Back in England, it’s not long before Lodore gets into an argument with an American, a Mr. Hatfield, who's saying unpleasant things about Englishmen. A duel ensues. The men fire pistols at each other, and Lodore takes a bullet in the heart and dies instantly. Ethel grieves horribly for the loss of her beloved father. She goes to live with Elizabeth, her aunt. There, she meets and begin to socialize with a young man named Villiers—the young man who had served as Lodore’s second in his fatal duel.
One night at the opera, Ethel and Villiers accidentally run into Lady Lodore, Ethel’s mother, who does not recognize them. Next day, Villiers calls on her, and then we learn about Villiers’ history—and about what Lady Lodore has been doing all these years that Lodore and Ethel were in America.
The relationship between Ethel and Villiers fluctuates, but eventually they marry and travel to Naples, Italy; when they arrive, Mt. Vesuvius greets them with a blood-red flash.[i]
They travel to Rome before heading back to England, where they begin to experience financial difficulties: Villiers’ father has been spending all the money the family has. Villiers cannot pay even the lowest of his debts, and he and Ethel must hide from the bill-collectors (just as Shelley and Mary had once had to do).
Lady Lodore learns of Ethel’s financial problems and wants to help. he decides to visit her daughter, with whom she has not spoken for many years. Edith is thrilled to see her—but she will not leave her struggling husband to live with Lady Lodore. But Lady Lodore has made a decision: She was resolved to sacrifice every thing to her daughter—to liberate Villiers, and to establish her in ease and comfort.[i] She decides to surrender all her fortune to Villiers (anonymously) and then move to Wales and live in poverty. She makes the arrangements, and Villiers and Ethel move into the fine Lodore house while Lady Lodore disappears into the Welsh countryside.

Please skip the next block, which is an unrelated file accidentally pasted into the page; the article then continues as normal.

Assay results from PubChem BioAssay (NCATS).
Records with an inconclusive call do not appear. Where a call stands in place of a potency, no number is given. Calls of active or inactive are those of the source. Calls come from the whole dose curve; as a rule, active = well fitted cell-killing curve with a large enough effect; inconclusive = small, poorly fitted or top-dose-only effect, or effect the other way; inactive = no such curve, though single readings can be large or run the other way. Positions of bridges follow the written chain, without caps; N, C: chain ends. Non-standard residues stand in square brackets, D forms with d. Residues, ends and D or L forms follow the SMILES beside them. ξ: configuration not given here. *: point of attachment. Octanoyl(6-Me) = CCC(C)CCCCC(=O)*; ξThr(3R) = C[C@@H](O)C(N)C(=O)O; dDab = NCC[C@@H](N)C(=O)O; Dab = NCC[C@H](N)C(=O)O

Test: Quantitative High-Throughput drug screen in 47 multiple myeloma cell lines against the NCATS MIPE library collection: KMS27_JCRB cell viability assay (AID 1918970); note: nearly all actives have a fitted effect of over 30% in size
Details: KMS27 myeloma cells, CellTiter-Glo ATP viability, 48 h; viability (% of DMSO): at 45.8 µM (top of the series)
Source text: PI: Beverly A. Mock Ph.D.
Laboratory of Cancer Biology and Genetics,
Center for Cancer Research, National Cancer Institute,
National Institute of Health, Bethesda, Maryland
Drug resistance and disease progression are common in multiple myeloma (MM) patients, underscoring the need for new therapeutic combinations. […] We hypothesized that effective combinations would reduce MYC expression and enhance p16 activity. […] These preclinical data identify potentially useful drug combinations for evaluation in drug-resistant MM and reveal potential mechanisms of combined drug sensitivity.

But Elizabeth (Lord Lodore’s sister) finds Lady Lodore, who is sick. Ethel, who has learned that her mother has surrendered everything to her, finds her, and they reconcile. ary ends the novel by observing that human beings need two things in life: a love of truth in ourselves, and a sincere sympathy with our fellow-creatures.[i]
[i] Ed. Lisa Vargo, (Orchard Park, NY: Broadview Literary Texts, 1997), 257.
[i] Ibid., 367.
[i] Ibid., 448.